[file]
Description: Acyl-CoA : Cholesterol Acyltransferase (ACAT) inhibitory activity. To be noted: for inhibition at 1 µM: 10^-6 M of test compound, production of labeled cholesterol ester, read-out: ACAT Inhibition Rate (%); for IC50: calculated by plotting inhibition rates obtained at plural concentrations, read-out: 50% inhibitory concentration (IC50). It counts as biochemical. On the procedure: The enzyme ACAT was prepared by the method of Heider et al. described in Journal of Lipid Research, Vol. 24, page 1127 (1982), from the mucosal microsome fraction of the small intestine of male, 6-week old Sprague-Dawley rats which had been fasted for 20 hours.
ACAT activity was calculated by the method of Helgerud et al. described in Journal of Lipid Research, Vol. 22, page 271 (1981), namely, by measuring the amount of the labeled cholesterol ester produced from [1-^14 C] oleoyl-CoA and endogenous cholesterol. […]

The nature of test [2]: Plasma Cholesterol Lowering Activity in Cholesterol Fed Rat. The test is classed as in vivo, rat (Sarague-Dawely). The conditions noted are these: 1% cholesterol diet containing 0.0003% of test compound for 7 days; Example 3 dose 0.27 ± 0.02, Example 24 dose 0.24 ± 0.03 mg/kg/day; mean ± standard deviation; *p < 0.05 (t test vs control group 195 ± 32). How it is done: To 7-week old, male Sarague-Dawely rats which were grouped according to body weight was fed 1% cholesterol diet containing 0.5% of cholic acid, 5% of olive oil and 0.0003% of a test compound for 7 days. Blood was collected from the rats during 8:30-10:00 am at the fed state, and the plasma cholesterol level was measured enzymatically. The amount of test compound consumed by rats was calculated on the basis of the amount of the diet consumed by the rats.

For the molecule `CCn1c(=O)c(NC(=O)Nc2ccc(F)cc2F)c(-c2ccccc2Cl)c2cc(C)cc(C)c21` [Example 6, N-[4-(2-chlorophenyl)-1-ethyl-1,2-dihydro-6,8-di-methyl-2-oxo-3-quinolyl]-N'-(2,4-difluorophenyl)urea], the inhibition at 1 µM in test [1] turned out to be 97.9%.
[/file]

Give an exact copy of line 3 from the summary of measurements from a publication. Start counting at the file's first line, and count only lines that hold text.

The nature of test [2]: Plasma Cholesterol Lowering Activity in Cholesterol Fed Rat. The test is classed as in vivo, rat (Sarague-Dawely). The conditions noted are these: 1% cholesterol diet containing 0.0003% of test compound for 7 days; Example 3 dose 0.27 ± 0.02, Example 24 dose 0.24 ± 0.03 mg/kg/day; mean ± standard deviation; *p < 0.05 (t test vs control group 195 ± 32). How it is done: To 7-week old, male Sarague-Dawely rats which were grouped according to body weight was fed 1% cholesterol diet containing 0.5% of cholic acid, 5% of olive oil and 0.0003% of a test compound for 7 days. Blood was collected from the rats during 8:30-10:00 am at the fed state, and the plasma cholesterol level was measured enzymatically. The amount of test compound consumed by rats was calculated on the basis of the amount of the diet consumed by the rats.